Jamaica Ave.’s Q56 named slowest boro bus: Survey

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The Q56 bus has earned the distinction of being the slowest in Queens in the Straphangers Campaign’s seventh annual “Pokey” Awards at a rate outdone by fast−footed chickens.

The Straphangers said the Q56 bus averages 6.1 mph, slower than a chicken (9 mph) or a running mouse (9 mph).

“Riders know from bitter daily experience that it can often be faster to walk than to take the bus,” said Gene Russianoff, attorney for the Straphangers Campaign.

The Q56 services Jamaica Avenue from Jamaica to East New York in Brooklyn and although it pokes along, it has a record of faster service than the slowest in Manhattan (M96, 3.7 mph), the Bronx (Bx19, 5.3 mph) or Brooklyn (B63, 4.9 mph). Staten Island’s slowest bus was the S42 with a speed of 11.4 mph.

The title of slowest bus citywide also went to the M96, which travels across uptown Manhattan.

The Straphangers said the M96 provided transportation “not much faster than walking (3 mph) or slower than an elephant walking (4.5 mph).”

The group also named the M101, M102 and M103, which run along Lexington, Amsterdam and Lenox avenues, respectively, as the winners of the 2008 Schleppie Award for overall unreliability.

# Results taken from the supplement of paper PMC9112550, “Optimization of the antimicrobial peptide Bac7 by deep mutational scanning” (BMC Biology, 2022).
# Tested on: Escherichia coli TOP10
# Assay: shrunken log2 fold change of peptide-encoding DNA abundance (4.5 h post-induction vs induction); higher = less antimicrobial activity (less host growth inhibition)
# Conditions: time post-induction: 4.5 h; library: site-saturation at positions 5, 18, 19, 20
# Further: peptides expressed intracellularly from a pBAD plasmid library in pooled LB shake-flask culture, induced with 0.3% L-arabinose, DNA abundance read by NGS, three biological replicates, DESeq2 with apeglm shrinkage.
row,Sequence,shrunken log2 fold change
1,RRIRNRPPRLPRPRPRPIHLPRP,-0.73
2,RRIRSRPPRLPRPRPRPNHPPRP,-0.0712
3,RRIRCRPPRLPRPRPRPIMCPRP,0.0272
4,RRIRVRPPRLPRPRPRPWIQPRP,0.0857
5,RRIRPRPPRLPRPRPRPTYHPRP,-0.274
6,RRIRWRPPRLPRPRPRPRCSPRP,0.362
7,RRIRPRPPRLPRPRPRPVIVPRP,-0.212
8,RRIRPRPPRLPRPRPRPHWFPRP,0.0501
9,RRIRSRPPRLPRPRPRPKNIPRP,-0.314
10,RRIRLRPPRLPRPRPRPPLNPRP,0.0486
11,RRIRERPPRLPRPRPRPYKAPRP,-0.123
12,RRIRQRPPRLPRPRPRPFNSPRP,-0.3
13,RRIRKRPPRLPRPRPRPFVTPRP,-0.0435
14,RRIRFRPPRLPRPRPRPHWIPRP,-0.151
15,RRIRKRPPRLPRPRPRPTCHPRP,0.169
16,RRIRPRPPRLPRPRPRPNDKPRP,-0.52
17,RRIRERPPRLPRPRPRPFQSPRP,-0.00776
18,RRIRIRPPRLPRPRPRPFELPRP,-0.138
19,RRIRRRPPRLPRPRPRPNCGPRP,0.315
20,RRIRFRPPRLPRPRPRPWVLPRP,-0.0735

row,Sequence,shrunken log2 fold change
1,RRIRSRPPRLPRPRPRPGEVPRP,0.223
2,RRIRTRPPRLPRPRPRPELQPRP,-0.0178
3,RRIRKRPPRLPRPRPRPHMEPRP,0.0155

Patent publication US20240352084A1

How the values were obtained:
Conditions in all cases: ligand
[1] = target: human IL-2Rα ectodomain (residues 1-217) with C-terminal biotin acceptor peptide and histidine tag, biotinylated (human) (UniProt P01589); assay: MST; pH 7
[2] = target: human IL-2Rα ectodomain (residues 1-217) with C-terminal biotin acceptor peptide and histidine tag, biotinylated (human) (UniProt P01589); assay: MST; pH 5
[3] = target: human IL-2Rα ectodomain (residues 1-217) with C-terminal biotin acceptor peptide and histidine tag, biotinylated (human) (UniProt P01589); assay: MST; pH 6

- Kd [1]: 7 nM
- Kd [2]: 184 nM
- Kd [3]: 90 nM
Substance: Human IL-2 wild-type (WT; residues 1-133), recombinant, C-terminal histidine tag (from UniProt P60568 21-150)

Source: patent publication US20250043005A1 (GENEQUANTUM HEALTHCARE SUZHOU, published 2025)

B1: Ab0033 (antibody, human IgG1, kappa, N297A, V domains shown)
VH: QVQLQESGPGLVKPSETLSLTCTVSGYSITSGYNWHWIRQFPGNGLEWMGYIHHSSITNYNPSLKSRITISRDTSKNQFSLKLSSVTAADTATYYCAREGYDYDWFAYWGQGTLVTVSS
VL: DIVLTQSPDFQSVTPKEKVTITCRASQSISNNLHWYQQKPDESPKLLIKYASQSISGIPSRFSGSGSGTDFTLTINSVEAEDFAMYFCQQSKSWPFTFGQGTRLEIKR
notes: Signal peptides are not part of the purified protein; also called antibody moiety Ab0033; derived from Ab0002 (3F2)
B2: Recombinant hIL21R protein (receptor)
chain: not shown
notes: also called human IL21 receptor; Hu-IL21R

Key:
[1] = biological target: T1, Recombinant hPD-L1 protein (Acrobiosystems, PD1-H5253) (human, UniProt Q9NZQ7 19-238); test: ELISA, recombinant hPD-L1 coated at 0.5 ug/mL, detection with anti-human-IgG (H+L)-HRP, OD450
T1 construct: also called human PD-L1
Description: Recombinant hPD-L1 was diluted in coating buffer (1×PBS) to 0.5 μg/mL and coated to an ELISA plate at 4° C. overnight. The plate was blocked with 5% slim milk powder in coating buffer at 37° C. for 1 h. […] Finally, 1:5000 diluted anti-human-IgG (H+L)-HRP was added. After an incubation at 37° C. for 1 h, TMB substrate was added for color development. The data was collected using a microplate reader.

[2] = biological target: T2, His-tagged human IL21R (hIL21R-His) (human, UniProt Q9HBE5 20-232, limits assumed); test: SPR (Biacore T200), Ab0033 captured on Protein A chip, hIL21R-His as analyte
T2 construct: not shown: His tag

“More than one in four buses bunched together or had big gaps in service,” the group said of the three buses.

The Straphangers conducting the Pokey survey checked 22 bus routes on weekdays at noon.

Paul Steely White, executive director of Transportation Alternatives, said, “hope is around the corner with the coming of faster service with Bus Rapid Transit.”

White was referring to a new super express service the New York City Transit Authority calls Select Bus Service, which began last August on Pelham Parkway and Fordham Road in the Bronx.

The buses run faster because riders buy tickets from a machine before boarding, the buses run in lanes from which other vehicles are barred and the buses are equipped with transponders to prolong green traffic lights until the buses have passed intersections.

Transit officials, however, say it could be years before such service is available in Queens. Nostrand Avenue in Brooklyn and 34th Street in Manhattan are next for Select Service, although the authority has designated Hillside Avenue for the first Queens BRT buses.

Updated 6:39 pm, October 10, 2011
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